These example sentences are selected automatically from various online news sources to reflect current usage of the word 'afford.' Views expressed in the examples do not represent the opinion of Merriam-Webster or its editors. Send us feedback.

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First Known Use of afford

14th century, in the meaning defined at sense 1a

History and Etymology for afford

respelling (after Latin borrowings with initial aff-) of Middle English iforthen, aforthen, going back to Old English geforðian "to send out, promote, carry out," from ge-, perfective prefix + forðian "to send out, promote," verbal derivative of forþ "forth, forward" — more at co-, forth entry 1

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Time Traveler for afford

Time Traveler

The first known use of afford was in the 14th century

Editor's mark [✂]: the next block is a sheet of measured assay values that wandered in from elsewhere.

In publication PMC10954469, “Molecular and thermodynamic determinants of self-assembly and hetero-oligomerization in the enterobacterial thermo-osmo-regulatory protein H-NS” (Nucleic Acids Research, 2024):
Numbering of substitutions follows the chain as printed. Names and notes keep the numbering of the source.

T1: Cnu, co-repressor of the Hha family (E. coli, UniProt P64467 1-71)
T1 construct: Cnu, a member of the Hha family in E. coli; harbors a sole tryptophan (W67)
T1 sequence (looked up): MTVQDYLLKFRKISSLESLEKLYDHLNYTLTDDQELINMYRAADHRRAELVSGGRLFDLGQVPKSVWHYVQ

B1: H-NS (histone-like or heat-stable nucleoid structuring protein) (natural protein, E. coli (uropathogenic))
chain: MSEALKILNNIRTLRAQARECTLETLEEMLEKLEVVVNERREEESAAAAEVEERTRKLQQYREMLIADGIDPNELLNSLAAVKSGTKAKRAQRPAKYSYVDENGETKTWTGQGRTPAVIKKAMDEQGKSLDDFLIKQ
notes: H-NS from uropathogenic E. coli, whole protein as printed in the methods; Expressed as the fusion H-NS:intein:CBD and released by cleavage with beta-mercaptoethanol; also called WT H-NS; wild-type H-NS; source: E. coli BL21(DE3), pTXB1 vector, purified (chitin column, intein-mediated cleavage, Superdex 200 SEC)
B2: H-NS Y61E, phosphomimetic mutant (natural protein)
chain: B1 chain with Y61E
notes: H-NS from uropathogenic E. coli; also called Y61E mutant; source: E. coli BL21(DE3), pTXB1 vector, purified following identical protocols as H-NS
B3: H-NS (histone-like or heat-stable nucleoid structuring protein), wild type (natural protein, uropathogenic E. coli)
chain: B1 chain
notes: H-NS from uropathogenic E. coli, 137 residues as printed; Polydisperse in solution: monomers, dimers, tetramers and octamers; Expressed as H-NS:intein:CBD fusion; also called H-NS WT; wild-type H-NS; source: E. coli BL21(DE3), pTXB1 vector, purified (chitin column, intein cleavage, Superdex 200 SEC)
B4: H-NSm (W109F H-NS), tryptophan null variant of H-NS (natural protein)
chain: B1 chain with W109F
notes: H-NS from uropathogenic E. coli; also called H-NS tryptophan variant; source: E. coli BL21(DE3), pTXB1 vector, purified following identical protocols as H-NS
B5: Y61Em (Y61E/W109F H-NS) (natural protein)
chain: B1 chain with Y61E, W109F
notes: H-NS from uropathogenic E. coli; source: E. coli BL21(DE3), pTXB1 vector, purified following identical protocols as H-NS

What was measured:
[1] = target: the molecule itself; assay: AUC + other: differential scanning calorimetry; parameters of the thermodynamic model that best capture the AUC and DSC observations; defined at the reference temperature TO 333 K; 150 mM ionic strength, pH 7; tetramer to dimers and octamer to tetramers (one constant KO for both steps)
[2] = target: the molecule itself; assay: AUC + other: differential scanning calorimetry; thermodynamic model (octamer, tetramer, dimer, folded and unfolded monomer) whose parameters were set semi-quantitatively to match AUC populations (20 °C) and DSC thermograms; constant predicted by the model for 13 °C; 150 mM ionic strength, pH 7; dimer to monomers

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Statistics for afford

Last Updated

19 Feb 2020

Cite this Entry

“Afford.” Merriam-Webster.com Dictionary, Merriam-Webster, https://www.merriam-webster.com/dictionary/afford?show=0&t=1384759829. Accessed 20 Feb. 2020.

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More Definitions for afford

afford

verb
How to pronounce afford (audio)

English Language Learners Definition of afford

: to be able to pay for (something)
: to be able to do (something) without having problems or being seriously harmed
formal : to supply or provide (something needed or wanted) to someone

afford

verb
af·​ford | \ ə-ˈfȯrd How to pronounce afford (audio) \
afforded; affording

Kids Definition of afford

1 : to be able to do or bear without serious harm You cannot afford to waste your strength.
2 : to be able to pay for I can't afford a new car.
3 : to supply or provide someone with Tennis affords good exercise.

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More from Merriam-Webster on afford

Thesaurus: All synonyms and antonyms for afford

Spanish Central: Translation of afford

Nglish: Translation of afford for Spanish Speakers

Britannica English: Translation of afford for Arabic Speakers